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Consumer Financial Protection Bureau

CFPB finalizes credit card late fee crackdown

The Consumer Financial Protection Bureau finalized a rule that will sharply curtail the late fees charged by credit card providers, assuming it survives court challenges.

The final version of the regulation will reduce the upper limit of what banks can charge for late fees to $8 — down from the average of about $32 — unless an institution can prove a higher fee is in line with their business costs. That core crackdown is unchanged from what was proposed by regulators in February 2023.

The CFPB said the final rule on late fees would save U.S. consumers as much as $10 billion a year.

And even though the policy targets the largest issuers of credit cards — firms with at least 1 million open accounts — the changes will cover “more than 95% of total outstanding credit card balances,” according to a CFPB release.

The consumer banking world is staunchly opposed to these changes, arguing customers don’t have a problem paying punitive fees when payment deadlines get missed. Retail bankers also argue the proposal could force some banks out of the $1 trillion credit card market.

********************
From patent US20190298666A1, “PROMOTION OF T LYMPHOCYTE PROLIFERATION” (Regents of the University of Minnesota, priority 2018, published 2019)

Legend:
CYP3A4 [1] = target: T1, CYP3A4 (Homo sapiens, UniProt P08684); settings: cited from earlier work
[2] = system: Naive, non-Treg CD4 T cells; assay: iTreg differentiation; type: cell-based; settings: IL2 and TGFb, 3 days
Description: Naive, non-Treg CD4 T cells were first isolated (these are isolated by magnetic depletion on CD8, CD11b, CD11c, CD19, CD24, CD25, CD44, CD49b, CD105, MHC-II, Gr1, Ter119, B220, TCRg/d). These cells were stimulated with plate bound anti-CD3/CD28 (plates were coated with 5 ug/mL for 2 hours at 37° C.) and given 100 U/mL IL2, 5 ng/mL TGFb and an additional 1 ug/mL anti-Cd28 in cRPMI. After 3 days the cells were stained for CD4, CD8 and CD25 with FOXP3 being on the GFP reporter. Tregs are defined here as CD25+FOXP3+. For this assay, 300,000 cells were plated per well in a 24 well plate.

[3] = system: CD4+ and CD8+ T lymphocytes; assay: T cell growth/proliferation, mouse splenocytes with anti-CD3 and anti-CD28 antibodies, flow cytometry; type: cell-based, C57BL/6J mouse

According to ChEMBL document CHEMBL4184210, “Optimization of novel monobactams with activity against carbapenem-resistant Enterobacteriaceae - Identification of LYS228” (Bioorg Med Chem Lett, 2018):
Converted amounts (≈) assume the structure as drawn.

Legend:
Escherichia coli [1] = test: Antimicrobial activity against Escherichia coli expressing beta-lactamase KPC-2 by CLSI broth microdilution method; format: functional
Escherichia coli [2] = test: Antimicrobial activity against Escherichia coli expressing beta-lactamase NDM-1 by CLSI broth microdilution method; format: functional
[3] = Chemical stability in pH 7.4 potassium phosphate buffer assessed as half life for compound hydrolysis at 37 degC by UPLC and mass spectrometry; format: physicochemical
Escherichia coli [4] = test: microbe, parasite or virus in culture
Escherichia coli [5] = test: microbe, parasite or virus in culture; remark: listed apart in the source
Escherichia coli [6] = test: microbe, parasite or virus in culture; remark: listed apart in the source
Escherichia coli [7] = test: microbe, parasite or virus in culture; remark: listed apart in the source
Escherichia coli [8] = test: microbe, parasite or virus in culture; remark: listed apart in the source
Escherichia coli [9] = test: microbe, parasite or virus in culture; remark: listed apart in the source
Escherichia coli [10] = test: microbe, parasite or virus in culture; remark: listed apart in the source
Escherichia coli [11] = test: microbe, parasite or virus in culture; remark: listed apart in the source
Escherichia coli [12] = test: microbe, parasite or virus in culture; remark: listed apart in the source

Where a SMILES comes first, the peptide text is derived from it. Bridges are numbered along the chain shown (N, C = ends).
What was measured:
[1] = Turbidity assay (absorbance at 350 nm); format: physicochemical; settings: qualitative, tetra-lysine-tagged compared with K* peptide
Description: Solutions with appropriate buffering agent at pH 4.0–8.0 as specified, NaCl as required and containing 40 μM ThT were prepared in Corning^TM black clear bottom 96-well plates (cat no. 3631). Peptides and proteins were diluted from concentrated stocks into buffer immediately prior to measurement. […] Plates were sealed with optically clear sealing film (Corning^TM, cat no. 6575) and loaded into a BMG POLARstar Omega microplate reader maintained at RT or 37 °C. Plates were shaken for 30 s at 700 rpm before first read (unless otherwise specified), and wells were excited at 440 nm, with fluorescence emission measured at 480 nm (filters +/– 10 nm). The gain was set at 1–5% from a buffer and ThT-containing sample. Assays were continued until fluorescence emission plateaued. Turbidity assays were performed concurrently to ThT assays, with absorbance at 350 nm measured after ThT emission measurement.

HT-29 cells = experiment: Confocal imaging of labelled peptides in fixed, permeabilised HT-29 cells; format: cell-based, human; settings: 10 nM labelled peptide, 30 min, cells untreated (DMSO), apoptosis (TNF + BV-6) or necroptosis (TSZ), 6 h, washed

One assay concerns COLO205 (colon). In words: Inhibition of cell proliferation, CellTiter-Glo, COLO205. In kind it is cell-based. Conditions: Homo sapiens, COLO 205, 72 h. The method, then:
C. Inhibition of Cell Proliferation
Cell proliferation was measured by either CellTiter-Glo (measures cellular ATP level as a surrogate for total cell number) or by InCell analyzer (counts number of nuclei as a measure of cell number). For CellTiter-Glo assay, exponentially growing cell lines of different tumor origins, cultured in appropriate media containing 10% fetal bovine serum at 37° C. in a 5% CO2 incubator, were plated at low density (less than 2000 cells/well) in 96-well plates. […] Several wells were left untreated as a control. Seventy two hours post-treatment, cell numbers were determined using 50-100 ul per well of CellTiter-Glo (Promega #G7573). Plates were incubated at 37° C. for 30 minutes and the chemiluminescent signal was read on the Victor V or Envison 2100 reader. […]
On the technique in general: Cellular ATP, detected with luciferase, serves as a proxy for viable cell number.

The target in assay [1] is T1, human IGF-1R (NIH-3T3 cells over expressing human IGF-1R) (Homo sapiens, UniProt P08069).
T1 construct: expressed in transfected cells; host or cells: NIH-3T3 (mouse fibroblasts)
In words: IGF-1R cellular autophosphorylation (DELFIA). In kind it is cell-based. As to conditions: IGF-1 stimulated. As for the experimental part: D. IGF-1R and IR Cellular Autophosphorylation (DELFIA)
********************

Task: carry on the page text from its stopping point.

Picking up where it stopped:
The CFPB’s efforts here are part of a broader effort from the Biden administration this week “fighting corporate rip-offs.” National Economics Council Director Lael Brainard said on a press call Monday night that “the administration’s actions on banking junk fees alone will save Americans more than $20 billion every year.”

Keep an eye on the courts: The banking trade associations have already sued the CFPB and other financial regulators over regulations they oppose. That’s a shift in how the country’s top bank advocates usually deal with regulatory politics, but they’d argue the Biden administration isn’t quite following the law on process here.

Just last month, banking trades and other advocates sued federal bank regulators over long-running changes to the Community Reinvestment Act. We won’t be surprised if the CFPB’s forays into credit card reform here and elsewhere get a similar treatment in the weeks ahead.

— Brendan Pedersen

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